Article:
Melissa Castro Wyatt

As new students packed into Caplin Auditorium for the Law School’s orientation Aug. 17, Assistant Dean for Admissions Natalie Blazer ’08 delivered both a welcoming message and a reality check. She told them they would sometimes experience disagreement and discomfort during law school — because that experience is central to practicing law. 

“Being a lawyer is about disagreeing all the time, but respectfully and with the goal of understanding, and that’s what we teach you how to do here at Virginia,” Blazer said. “When opposing counsel gets up and gives their opening statement, are you going to stand up and say, ‘Your honor, opposing counsel is making [me] really uncomfortable right now — they really shouldn’t be here’?” 

The line evoked laughter and likely self-reflection among the 300-plus students newly admitted to a school famous for its collegial atmosphere. But with political friction high nationally, that collegiality can’t be taken for granted. To foster a sense of inclusiveness and compassion while maintaining its commitment to free expression, Law School administrators, faculty and student leaders in recent years have implemented a number of formal and informal policies, practices and programs to ensure North Grounds is a place where diverse and conflicting ideas and viewpoints flourish.  

At the helm of these efforts is Leslie Kendrick ’06, who is a Kentuckian by birth, a Rhodes scholar by training and a UVA lawyer and professor by choice. With her master’s degree and Ph.D. from Oxford in English literature, she knows all the classics and can talk Milton with the best of them.  

Leslie Kendrick
Professor Leslie Kendrick ’06 speaks about free speech at orientation in August. Photo by Julia Davis

The classic she knows best today, however, is the First Amendment to the U.S. Constitution.  

Her work focuses on freedom of speech and torts and has appeared in the Harvard Law Review, Yale Law Journal, Columbia Law Review and many other publications. Since 2020, she has served as faculty director of the school’s Center for the First Amendment, which elevates and promotes faculty scholarship in that field and sponsors events that draw on such scholars. 

Kendrick serves as a special adviser to the University’s provost regarding free expression and inquiry, and in 2021 chaired the committee that produced the University’s Statement on Free Expression and Free Inquiry, which was endorsed by President Jim Ryan ’92 and adopted by the Board of Visitors. At the Law School’s second day of orientation, Kendrick read the statement to the students as part of a session on the First Amendment and free speech policies at the school. As Kendrick noted, the statement emphasizes the University’s unique connection to the Founding Fathers and freedom of speech:  

Academic commitment to free inquiry reflects the view that every idea must be heard so that it may be subjected to the rigorous scrutiny necessary to advance knowledge. This process requires deep critical engagement, as well as humility in the recognition that many commonly accepted views have proved mistaken, while many ostracized views have illuminated the path toward truth.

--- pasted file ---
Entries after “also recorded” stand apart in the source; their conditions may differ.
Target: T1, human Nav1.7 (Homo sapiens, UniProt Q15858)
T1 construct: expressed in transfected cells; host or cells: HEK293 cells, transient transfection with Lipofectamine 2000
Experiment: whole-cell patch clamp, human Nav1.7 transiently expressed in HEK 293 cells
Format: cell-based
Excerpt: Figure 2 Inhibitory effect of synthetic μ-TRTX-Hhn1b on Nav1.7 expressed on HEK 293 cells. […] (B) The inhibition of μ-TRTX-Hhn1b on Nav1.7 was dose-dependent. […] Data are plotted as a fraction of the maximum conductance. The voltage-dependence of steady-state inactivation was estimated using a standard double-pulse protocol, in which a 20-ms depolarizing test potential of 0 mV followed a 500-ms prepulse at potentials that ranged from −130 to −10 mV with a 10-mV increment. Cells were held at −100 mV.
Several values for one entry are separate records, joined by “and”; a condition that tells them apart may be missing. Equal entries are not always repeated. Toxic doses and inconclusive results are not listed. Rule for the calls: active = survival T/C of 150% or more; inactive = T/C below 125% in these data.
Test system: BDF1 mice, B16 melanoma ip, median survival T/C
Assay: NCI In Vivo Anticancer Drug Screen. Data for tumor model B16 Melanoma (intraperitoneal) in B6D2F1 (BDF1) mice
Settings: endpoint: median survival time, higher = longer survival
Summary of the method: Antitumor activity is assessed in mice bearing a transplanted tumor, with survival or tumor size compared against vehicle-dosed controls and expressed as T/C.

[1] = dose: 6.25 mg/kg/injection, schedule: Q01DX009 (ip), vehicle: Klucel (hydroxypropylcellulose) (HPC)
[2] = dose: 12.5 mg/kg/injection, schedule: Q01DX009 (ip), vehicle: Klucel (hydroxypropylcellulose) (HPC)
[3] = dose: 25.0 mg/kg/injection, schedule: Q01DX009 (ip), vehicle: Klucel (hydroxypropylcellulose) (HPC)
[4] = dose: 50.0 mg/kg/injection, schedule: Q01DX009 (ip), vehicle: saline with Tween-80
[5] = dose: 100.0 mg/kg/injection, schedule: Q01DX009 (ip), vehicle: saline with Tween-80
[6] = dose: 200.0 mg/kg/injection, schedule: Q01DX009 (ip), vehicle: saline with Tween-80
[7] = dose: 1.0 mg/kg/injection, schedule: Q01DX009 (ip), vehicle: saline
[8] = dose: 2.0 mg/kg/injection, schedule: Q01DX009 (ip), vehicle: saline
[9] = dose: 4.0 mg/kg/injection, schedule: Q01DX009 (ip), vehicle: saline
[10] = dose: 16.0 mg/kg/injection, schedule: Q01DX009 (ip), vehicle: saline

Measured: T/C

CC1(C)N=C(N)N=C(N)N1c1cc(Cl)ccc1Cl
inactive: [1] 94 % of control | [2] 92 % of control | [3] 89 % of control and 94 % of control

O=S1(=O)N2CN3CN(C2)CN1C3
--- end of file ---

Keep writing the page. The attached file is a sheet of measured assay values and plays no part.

The University of Virginia has a unique connection to principles of free expression and inquiry. James Madison introduced the Bill of Rights, including what is now the First Amendment, as a member of Congress representing the district that would become home to the University. James Madison and Thomas Jefferson’s Virginia and Kentucky Resolutions were among the earliest extended interpretations of the First Amendment, which, as the Supreme Court observed years later, “carried the day in the court of history” and “first crystallized a national awareness of the central meaning of the First Amendment.” Jefferson’s vision for the University included the aspiration that “here we are not afraid to follow truth wherever it may lead, nor to tolerate any error so long as reason is left free to combat it.” …  

The statement goes on to note that the University’s commitment to free expression also arises from its status as a state institution; by virtue of it being an arm of the state, it is obligated to uphold the Constitution. 

Kendrick used the rest of the session to give the students their first lesson in the difference between law, policy and norms, as well as how to interpret legal language and the intent behind it. 

“Generally speaking, as students, you are not bound by the First Amendment, but the faculty and staff are,” Kendrick said. “It means that University policy and the actions of University employees have to be viewpoint- or content-neutral. … Basically, our decision[s] should not be based on the message of what speech is saying, unless it’s one of [a] very, very narrow [group of] exceptional categories that’s not protected.” 

Those categories of unprotected speech, she said, include incitement to violence, defamation, threats, violations of privacy, intellectual property infringement, stalking, harassment, unlawful discrimination, conspiracy and criminal solicitation. “There are various examples, but these are defined by the law, not by individual preferences,” she said.